Happiness in Perspective

Why care about happiness?

(c) J. F.

The growth mindset

Whenever there is talk of national or individual wellbeing in the media, more often than not economic growth is mentioned.

Not least because economic growth is expected to bring about a virtuous circle of positive effects: from a raise in living standards, income and tax revenues to a stimulus in employment and investments – (the latter is the so-called accelerator effet).

That is why, compared to all other indicators of wellbeing (e.g. the Human Development Index (HDI) or the OECD Better Life Index), GDP and GNP (Gross Domestic/National Product) attract by far greatest attention.

Yet, people grow more and more disillusioned with governments’ overemphasis on economic growth.

The downsides are apparent

► For one, producing  ever more stuff is environmentally destructive, even more so as it results in tons of waste and only a small fraction is currently recycled or upcycled in the circular economy.  

► The returns generated by economic growth are not at all evenly distributed; the gap between rich and poor is steadily growing. Sadly, emerging countries all too often tell a cautionary tale about how growth does not necessarily bring about sustainable, social and just development.

The bottom line here is the following: economic growth is neither a warrantor for everything in the world that’s deemed good nor the answer to all our problems. And: it doesn’t necessarily make us any happier.

“Surveys in Britain and the U.S. show that people are no happier now than in the 1950s – despite massive economic growth.”

actionforhappiness.org (20 Happiness facts)

Why care about happiness?

If you think about it, a key role of government and public policy is to allocate and re-allocate resources efficiently and fairly in society. From this vantage point, wellbeing (and happiness) is not just a private matter but something that is clearly impacted by policy decisions.

It shouldn’t come as a surprise that overall life satisfaction correlates with things like health, employment, income, family relationships and social networks – at least three out of which are clearly in the scope of public policy.

Innate or acquired?

According to the Action for Happiness project around 50% of variations in happiness between individuals can be explained by ‘genetic factors and upbringing’, 40% by ‘activities and relationships and 10% by ‘income and environment‘.

The science of Happiness

Over the past 15 years interest in the study of happiness, positivity and mindfulness has grown in academia (and in popular science). Positive psychology has emerged as a new movement that seeks to shift psychology’s long-standing focus on mental illness (““) towards mental health (“+“).  

(c) J. F.

Happiness has truly turned into an interdisciplinary science: It is not just relevant to psychologists (e.g. Daniel Kahneman). Sociologists (e.g. Ruut Veenhoven) and economists (e.g. Richard Layard and Paul Dolan) alike care about happiness.

Happiness as a benchmark

Now here’s my claim: When it comes to evaluating and judging whether a particular public policy – on taxation/redistribution, employment or health … – is well chosen, people’s happiness (and wellbeing) should be the important criterion and benchmark.

(c) J. F.

We need a revolution in academia, with every social science attempting to understand the causes of happiness. We also need a revolution in government. Happiness should become the goal of policy, and the progress of national happiness should be measured and analysed as closely as the growth of GNP.”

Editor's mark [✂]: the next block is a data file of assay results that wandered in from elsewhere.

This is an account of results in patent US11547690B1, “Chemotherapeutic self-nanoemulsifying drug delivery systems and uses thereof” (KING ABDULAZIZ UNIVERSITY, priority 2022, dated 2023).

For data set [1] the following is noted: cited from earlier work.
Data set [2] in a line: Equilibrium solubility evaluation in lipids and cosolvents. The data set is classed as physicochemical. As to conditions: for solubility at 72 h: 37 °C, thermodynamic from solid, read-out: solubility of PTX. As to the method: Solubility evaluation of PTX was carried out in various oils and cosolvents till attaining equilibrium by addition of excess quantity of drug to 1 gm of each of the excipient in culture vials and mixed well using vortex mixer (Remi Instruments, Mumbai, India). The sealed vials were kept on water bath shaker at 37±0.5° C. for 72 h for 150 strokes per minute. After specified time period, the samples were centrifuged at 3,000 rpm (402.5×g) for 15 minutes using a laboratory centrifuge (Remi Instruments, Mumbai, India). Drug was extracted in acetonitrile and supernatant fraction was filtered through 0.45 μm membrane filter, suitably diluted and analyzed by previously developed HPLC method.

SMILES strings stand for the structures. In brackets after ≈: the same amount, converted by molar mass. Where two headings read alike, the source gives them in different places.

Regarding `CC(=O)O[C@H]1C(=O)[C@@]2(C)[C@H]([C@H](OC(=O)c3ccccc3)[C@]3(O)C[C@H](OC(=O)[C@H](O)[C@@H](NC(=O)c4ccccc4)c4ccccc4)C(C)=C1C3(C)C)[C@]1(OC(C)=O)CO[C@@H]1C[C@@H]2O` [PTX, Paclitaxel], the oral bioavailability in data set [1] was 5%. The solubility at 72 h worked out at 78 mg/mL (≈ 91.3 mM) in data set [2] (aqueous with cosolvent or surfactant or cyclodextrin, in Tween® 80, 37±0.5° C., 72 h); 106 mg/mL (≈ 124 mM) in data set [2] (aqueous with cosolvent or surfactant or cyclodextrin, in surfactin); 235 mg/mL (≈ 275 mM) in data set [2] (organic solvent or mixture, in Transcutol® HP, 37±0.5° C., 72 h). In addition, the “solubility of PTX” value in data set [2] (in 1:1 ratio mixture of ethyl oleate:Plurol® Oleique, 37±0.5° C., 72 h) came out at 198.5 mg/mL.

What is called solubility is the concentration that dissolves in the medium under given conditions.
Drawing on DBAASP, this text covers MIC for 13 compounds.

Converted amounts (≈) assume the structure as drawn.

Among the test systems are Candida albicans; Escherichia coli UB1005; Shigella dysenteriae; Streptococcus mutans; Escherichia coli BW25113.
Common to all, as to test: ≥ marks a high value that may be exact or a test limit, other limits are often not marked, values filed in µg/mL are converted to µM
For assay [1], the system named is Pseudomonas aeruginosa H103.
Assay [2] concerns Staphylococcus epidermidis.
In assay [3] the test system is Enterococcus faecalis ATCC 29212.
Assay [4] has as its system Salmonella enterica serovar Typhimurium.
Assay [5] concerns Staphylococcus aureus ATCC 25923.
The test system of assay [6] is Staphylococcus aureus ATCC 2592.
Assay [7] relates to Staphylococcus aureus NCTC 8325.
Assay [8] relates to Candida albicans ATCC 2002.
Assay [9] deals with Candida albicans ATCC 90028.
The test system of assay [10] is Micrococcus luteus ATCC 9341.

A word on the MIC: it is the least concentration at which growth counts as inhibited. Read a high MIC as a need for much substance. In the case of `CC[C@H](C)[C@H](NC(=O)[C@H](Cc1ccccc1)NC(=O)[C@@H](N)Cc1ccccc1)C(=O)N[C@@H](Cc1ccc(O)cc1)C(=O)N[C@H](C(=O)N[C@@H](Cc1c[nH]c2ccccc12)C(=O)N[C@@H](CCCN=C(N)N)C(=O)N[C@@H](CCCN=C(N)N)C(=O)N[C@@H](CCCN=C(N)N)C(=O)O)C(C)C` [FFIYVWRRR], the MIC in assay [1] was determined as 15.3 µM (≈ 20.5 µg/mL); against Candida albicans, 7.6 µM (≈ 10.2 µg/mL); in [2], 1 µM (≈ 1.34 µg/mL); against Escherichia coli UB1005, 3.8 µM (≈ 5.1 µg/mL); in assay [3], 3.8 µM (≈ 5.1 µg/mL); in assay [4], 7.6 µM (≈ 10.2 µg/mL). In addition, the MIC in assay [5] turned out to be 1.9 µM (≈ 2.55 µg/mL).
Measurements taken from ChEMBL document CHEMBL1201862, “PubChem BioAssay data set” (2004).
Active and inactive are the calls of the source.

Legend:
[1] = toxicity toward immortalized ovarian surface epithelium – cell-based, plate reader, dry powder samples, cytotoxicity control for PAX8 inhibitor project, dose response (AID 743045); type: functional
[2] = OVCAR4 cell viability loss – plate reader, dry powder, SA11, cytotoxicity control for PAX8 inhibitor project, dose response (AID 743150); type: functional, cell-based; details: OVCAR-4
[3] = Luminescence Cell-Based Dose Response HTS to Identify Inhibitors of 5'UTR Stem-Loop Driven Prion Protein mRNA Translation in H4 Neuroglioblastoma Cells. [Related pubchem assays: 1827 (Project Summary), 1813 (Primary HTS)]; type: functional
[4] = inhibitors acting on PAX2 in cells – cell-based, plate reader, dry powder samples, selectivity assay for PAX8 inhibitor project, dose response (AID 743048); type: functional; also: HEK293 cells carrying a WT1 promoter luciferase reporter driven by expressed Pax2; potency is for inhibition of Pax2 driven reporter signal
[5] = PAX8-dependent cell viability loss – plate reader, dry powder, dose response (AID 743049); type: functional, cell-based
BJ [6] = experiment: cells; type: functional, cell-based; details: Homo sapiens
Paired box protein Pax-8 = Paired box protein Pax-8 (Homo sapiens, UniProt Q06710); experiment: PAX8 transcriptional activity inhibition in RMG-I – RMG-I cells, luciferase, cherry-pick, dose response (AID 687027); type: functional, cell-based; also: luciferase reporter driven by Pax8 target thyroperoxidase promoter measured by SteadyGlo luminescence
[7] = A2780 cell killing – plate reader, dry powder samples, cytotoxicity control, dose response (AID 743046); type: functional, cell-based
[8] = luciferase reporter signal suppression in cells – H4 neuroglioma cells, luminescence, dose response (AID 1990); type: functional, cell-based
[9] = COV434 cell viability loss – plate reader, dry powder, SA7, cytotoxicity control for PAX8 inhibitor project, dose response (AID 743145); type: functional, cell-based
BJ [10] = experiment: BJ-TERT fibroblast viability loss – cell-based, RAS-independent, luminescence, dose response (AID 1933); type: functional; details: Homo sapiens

Richard Layard (2005: 145, 147)

The long-held belief that happiness could not be measured and is therefore not (statistically) relevant to policy making has clearly been disproven: In the past decade different measures of happiness have been developed and put into practice. And: they gain every day in significance for public policy.

Coming up next

I offer you 3 possible ways of defining and measuring happiness for policy purpose. I’ll talk you through relevant pros and cons.

Stay tuned ! 🐝

Written and published July 2019

by Jessica

List of references I used in this article:


Dolan, P., Peasgood, T. and White, M.P. (2008) ‘Do we really know what makes us happy? A review of the economic literature on the factors associated with subjective wellbeing’, Journal of Economic Psychology, 29 (1): 94–122.


Kahneman, D., Diener, E. and Schwarz, N. (eds) (1999) Well-being: The foundations of hedonic psychology, New York, NY: Russell Sage Foundation.

Layard, R. (2005) Happiness: Lessons from a new science, London: Allen Lane.

Odermatt, Reto and Stutzer, Alois. (2017) Subjective Well-Being and Public Policy. IZA Discussion Paper No. 11102.


Seligman, M. (2002) Authentic happiness: Using the new positive psychology to realize your potential for lasting fulfilment, New York, NY: Free Press.

Seligman, M. and Peterson, C. (2003) ‘Positive clinical psychology’, in L.G. Aspinwall and U.M. Staudinger (eds) A psychology of human strengths, Washington, DC: American Psychological Association, 305–317.

Smith, C. (2010) Measurement of subjective well-being: Proposed prototype survey modules, Paris: OECD Advisory Group on Guidelines on the Measurement of Subjective Well-Being.

Tomlinson, Michael W. (2013). Is everybody happy? The politics and measurement of national wellbeing. Policy & Politics, 41(2), 139-157.

Veenhoven, R. (2008) ‘Sociological theories of subjective well-being’, in M. Eid and R. Larsen (eds) The science of subjective well-being: A tribute to Ed Diener, New York, NY: Guilford Press, 44–61.

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